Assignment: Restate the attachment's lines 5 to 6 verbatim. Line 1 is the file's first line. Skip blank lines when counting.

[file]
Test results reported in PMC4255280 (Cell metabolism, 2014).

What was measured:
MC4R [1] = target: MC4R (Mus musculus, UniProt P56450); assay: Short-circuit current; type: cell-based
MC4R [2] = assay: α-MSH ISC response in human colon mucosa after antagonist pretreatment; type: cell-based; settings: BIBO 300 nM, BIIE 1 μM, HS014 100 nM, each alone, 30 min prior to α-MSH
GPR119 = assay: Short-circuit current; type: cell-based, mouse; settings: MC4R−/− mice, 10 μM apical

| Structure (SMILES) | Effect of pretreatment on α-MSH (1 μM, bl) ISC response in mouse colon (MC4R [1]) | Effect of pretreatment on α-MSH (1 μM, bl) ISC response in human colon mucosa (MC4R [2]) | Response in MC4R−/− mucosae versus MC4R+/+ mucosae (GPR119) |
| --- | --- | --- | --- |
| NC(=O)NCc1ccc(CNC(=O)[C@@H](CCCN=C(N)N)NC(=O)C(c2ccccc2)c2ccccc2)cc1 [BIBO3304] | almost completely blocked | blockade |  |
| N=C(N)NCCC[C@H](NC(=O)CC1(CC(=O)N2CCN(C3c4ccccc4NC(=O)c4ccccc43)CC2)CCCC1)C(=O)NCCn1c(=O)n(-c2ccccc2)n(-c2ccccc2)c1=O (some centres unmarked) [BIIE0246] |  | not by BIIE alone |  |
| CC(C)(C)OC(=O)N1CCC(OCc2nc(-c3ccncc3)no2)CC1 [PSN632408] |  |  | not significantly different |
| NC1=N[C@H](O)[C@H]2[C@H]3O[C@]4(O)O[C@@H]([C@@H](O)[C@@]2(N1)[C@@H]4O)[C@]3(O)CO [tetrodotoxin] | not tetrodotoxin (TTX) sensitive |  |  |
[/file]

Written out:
GPR119 = assay: Short-circuit current; type: cell-based, mouse; settings: MC4R−/− mice, 10 μM apical

| Structure (SMILES) | Effect of pretreatment on α-MSH (1 μM, bl) ISC response in mouse colon (MC4R [1]) | Effect of pretreatment on α-MSH (1 μM, bl) ISC response in human colon mucosa (MC4R [2]) | Response in MC4R−/− mucosae versus MC4R+/+ mucosae (GPR119) |